Yes it’s a “LOOK IT - I PAINTED SOMETHING POST”…(as per Stew over at at the terrible loss of lead and wealth blog).*
I’ve already started packing away toy stuff in an effort to avoid the damage I did last time we moved (chucking things in boxes at the last minute is not a great idea) so games will now be off the menu until mid November (ish). Rather than go totally cold turkey I will be retaining a limited painting and modelling capability and to that end I’ve already started work on my new Elizabethan wars project.
Compared to the ECW the period doesn’t seem to get a lot of attention outside of the skirmish sized border reiver games or naval themed Spanish Armada stuff, which is surprising when you consider the potential for campaigns set during the Dutch revolt, the wars in Ireland, the wars of religion in France and so on.
I’ve really taken to 10mm as a scale and Pendraken’s sculpts in particular. Fortunately they do a very comprehensive Elizabethan range, (or unfortunately if you were to take a look at my current bank balance). It’s fair to say that if you see the owner of Pendraken driving around in a Ferrari it’ll be because of my recent pre move splurge.
The only downside to the Pendraken figures is the length of the period they cover - leading inevitably to some fashion issues amongst the rank and file. Typically the start of the era sees the big balloon trews, fancy hats, ruff collars, cod pieces and long stockings, but by the late 90’s they have started to give way to something you’d recognise as thirty years war ish.
One of the best bits of a new historical period (for me) is the research. Here are some of the sources I’ve consulted to get the low down on formations and tactics:
With Pike and Musket - Wesencraft. An oldie but a goody. Basic information on organisation of English and Irish units and written from a gamers perspective. Some useful Irish scenarios in the back too. Long in the tooth but still relevant, unlike me.
Portable Pike & Shot - Bob Cordery. Great source of inspiration for gridded gaming in the period, especially Alan Saunders’ version of the rules.
Osprey, The Spanish Tercios - Lopez. Written from Spanish sources so very useful info on organisation, page 12 asserting that smaller brigade sized groups of 3-4 companies or “Coronelia” were often used instead of the larger Tercio.
Osprey, Dutch Armies of the 80 Years War - De Groot. Great background on the English involvement in the Dutch revolt against Spain.
Osprey, Pike and Shot Tactics 1590-1660 - Roberts. Dwells a lot on the ECW period but still useful in parts.
Elizabeth’s Army & The Armada - Tincey. Fascinating “booklet” containing a lot of original muster and organisational critiques from the Armada period. In effect it is an analysis of English preparations to counter the Armada and an analysis of their deficiencies. In general the authorities at the time seem to have had a better idea of their capabilities than I ever gave them credit for. If Johnny Spaniard had actually got ashore he’d have had a ruddy hard time of it I reckon.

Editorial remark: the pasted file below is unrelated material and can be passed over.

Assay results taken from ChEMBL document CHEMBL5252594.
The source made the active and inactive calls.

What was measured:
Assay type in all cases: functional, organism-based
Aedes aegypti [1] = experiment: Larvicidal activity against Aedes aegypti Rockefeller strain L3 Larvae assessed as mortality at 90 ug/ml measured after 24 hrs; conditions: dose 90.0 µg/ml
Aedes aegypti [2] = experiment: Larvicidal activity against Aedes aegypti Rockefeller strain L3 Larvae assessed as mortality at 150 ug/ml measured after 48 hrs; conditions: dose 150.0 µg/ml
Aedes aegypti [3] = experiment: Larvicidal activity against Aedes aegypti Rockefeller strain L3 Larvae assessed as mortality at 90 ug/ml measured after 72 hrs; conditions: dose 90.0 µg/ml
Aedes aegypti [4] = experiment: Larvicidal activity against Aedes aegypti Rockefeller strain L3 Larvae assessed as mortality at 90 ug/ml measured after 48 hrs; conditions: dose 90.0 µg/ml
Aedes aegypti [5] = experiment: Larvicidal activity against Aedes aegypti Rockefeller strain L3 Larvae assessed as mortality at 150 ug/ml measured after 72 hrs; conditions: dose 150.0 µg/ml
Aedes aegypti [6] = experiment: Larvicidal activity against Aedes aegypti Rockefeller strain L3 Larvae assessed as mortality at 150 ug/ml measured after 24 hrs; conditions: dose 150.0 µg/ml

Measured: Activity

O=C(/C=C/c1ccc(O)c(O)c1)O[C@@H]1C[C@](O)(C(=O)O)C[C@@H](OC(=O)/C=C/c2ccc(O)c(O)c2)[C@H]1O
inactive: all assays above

The Art of War in the 16th & 17th Century - Oman. Finally ordered a reasonably priced copy but God alone knows when it’ll arrive.
The Works of Sir Roger Williams - Williams. The day to day experiences of a soldier in the Dutch Wars. Ordering it when I get paid!
On the inter web there are of course a lot of useful sites for background info but https://sellsword.wordpress.com/2012/02/09/advises/ advances some interesting thoughts on the effectiveness of the Tercio and perhaps controversially many of the advantages it continued to hold over the wider but thinner Dutch battalions. Discuss.
I’ve resolved to use a very mildly tweaked Alan Saunders set of Pike and Shot rules to game the period (including disruption and a card activation system) and I’ve pitched the whole shebang at company level, sort of, there being about 100 blokes in a company. Units are composed of umpteen 3x2 cm bases which will allow me to deploy them in column if required.
Pictured below are the four stands of pike in an English company circa 1588. There are a variety of weapon choices and indeed ratios of weapons to choose from, the relative organisation of the ECW being a thing of the future. Despite the variety, a company seems to have fought as a single mixed unit. Regiments, when created, resembled nothing more than a scaled up version of a single company - just with a lot more men.
|Finally - small miniatures but without bendy pikes! The start of my first English company.|
Depending on where and when it was raised a company might include longbows, melee weapons and even an increasing number of the all new “muskets” alongside the pike and shorter range arquebus.
I’ll be covering Irish and Spanish troops in later posts.
Right it’s probably time for me to sling my hook.
* Waddya mean you’ve not been over there for a look see? Stews blog is ace and merely from reading it I can safely award him my highest accolade - namely “I think I could actually stand being trapped in a lift with this bloke.” Yeah. I know. Praise indeed.